The Sounds Your Dial-Up Modem Used to Make, Visualized

Though your old dial-up modem (hopefully) now sits in a junk yard somewhere, its beeps and whistles surely remain etched into your brain. With this massive image, Oona Räisänen decided to explain every single note your modem used to make—and it's fascinating.

If you click the image above, you'll be able to explore the visualization in all its (massive!) glory. Räisänen explains:

When humans talk, only one of them is usually talking while the other one listens. The telephone network exploits this fact and temporarily silences the return channel to suppress any confusing echoes of the talker's own voice.

Modems don't like this at all, as they can very well talk at the same time (it's called full-duplex). The answering modem now puts on a special answer tone that will disable any echo suppression circuits on the line. The tone also has periodic "snaps" (180° phase transitions) that aim to disable yet another type of circuit called echo canceller.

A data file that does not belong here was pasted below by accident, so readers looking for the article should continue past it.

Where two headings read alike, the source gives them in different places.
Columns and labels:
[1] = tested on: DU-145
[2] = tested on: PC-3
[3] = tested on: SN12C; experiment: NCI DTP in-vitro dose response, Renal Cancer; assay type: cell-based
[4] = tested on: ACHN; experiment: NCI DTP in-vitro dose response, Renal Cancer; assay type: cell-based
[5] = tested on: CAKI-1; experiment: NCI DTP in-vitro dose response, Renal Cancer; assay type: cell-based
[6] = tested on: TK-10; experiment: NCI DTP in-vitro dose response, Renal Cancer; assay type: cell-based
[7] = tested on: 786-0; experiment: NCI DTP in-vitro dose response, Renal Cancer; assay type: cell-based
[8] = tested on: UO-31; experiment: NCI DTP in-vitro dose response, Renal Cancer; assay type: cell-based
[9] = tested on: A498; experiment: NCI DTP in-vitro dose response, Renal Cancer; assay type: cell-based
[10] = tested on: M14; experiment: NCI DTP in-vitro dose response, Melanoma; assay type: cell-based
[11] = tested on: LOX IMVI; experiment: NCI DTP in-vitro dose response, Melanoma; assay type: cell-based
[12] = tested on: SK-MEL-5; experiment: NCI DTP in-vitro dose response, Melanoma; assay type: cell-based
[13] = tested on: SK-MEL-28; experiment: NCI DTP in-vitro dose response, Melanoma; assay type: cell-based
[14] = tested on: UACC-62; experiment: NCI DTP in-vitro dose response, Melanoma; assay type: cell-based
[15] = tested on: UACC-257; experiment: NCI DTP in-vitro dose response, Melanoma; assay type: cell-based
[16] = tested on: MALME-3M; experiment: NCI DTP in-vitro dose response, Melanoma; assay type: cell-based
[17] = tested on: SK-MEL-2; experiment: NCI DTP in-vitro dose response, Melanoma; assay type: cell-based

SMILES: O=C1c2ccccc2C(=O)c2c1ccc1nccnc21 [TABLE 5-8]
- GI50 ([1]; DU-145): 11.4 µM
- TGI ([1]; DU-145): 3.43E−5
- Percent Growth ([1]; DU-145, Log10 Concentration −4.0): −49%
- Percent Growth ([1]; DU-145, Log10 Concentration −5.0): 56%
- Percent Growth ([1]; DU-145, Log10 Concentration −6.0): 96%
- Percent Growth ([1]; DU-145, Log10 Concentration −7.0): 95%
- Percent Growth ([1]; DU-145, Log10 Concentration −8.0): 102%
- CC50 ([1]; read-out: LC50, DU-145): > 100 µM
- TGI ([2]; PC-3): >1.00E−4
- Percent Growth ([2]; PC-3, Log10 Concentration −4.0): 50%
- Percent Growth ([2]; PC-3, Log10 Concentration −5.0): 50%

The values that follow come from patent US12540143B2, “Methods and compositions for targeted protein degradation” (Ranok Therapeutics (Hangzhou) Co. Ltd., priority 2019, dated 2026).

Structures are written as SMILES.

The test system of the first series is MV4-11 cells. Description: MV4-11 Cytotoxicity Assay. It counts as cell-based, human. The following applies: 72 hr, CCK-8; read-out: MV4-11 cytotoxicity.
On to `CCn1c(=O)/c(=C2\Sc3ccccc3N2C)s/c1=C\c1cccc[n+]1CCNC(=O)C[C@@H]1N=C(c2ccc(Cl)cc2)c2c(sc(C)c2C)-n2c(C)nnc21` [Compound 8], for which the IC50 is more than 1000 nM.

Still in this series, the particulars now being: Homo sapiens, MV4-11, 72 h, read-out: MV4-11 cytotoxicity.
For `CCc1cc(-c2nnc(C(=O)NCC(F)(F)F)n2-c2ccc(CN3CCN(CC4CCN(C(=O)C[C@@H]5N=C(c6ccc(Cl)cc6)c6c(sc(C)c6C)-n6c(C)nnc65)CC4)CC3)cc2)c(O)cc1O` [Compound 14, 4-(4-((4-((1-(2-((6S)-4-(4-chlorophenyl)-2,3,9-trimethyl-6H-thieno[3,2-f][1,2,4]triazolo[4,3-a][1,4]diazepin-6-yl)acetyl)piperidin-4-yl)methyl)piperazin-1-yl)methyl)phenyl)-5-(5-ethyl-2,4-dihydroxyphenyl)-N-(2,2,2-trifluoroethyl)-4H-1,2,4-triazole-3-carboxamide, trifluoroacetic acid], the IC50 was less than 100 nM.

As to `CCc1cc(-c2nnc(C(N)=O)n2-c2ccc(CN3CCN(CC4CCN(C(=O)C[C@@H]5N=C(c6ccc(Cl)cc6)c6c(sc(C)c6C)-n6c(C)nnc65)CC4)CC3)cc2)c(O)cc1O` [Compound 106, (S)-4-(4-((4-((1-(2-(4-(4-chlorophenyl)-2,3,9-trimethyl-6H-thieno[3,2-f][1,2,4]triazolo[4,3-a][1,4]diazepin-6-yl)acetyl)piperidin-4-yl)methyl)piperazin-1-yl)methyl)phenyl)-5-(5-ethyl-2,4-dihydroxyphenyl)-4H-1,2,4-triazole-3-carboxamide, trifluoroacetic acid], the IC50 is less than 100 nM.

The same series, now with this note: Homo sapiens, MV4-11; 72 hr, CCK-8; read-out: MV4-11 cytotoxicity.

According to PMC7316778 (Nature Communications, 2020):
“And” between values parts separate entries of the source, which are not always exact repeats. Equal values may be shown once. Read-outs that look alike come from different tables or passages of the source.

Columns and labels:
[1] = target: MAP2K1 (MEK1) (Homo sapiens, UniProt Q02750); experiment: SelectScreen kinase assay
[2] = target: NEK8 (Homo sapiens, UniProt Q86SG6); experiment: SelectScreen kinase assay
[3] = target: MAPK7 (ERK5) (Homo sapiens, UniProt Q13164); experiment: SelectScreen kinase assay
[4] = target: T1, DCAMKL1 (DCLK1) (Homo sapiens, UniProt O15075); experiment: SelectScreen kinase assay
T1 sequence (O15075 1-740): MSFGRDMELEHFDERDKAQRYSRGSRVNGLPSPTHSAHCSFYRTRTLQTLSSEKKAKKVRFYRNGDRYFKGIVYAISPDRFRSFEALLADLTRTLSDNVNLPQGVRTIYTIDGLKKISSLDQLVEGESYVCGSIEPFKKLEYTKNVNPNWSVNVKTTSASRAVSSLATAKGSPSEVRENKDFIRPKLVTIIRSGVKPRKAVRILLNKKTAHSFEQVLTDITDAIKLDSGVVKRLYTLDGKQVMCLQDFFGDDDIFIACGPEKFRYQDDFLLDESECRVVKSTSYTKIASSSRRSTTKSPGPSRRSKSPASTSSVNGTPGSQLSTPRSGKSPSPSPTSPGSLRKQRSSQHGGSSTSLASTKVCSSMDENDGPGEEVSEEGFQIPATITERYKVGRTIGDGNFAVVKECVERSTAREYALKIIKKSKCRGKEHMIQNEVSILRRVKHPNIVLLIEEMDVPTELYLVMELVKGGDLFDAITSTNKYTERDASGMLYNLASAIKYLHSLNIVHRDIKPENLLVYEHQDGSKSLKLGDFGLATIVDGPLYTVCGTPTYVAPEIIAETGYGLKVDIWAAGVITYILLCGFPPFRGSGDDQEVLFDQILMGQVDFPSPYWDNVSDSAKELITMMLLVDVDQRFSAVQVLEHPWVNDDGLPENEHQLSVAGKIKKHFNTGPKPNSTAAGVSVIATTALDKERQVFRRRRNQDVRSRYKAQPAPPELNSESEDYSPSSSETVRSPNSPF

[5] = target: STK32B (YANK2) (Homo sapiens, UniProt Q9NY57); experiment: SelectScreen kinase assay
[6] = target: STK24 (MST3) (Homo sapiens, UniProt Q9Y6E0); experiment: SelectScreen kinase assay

Now the modems will list their supported modulation modes and try to find one that both know. They also probe the line with test tones to see how it responds to tones of different frequencies, and how much it attenuates the signal. They exchange their test results and decide a speed that is suitable for the line.

Fortunately, it't not a noise we have to hear these days—but it's interesting to see exactly what it all meant at the time. [Oona Räisänen via Boing Boing]